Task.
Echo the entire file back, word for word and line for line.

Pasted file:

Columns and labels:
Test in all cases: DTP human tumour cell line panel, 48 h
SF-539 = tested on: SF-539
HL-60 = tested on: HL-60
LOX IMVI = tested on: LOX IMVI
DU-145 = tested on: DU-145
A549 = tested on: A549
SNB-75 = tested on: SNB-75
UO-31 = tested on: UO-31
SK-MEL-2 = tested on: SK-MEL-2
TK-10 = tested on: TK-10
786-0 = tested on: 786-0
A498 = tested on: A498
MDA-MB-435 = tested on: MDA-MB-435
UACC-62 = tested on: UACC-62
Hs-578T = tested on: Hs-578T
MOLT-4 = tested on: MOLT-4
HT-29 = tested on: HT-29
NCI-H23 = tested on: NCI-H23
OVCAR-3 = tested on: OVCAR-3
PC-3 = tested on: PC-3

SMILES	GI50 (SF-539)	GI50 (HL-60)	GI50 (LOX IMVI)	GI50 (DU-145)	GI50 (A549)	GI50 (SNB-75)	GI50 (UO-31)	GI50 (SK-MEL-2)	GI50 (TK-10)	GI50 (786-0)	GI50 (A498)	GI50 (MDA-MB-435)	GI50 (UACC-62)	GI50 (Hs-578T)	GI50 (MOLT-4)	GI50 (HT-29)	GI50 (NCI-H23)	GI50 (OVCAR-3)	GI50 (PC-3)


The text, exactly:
Columns and labels:
Test in all cases: DTP human tumour cell line panel, 48 h
SF-539 = tested on: SF-539
HL-60 = tested on: HL-60
LOX IMVI = tested on: LOX IMVI
DU-145 = tested on: DU-145
A549 = tested on: A549
SNB-75 = tested on: SNB-75
UO-31 = tested on: UO-31
SK-MEL-2 = tested on: SK-MEL-2
TK-10 = tested on: TK-10
786-0 = tested on: 786-0
A498 = tested on: A498
MDA-MB-435 = tested on: MDA-MB-435
UACC-62 = tested on: UACC-62
Hs-578T = tested on: Hs-578T
MOLT-4 = tested on: MOLT-4
HT-29 = tested on: HT-29
NCI-H23 = tested on: NCI-H23
OVCAR-3 = tested on: OVCAR-3
PC-3 = tested on: PC-3

SMILES	GI50 (SF-539)	GI50 (HL-60)	GI50 (LOX IMVI)	GI50 (DU-145)	GI50 (A549)	GI50 (SNB-75)	GI50 (UO-31)	GI50 (SK-MEL-2)	GI50 (TK-10)	GI50 (786-0)	GI50 (A498)	GI50 (MDA-MB-435)	GI50 (UACC-62)	GI50 (Hs-578T)	GI50 (MOLT-4)	GI50 (HT-29)	GI50 (NCI-H23)	GI50 (OVCAR-3)	GI50 (PC-3)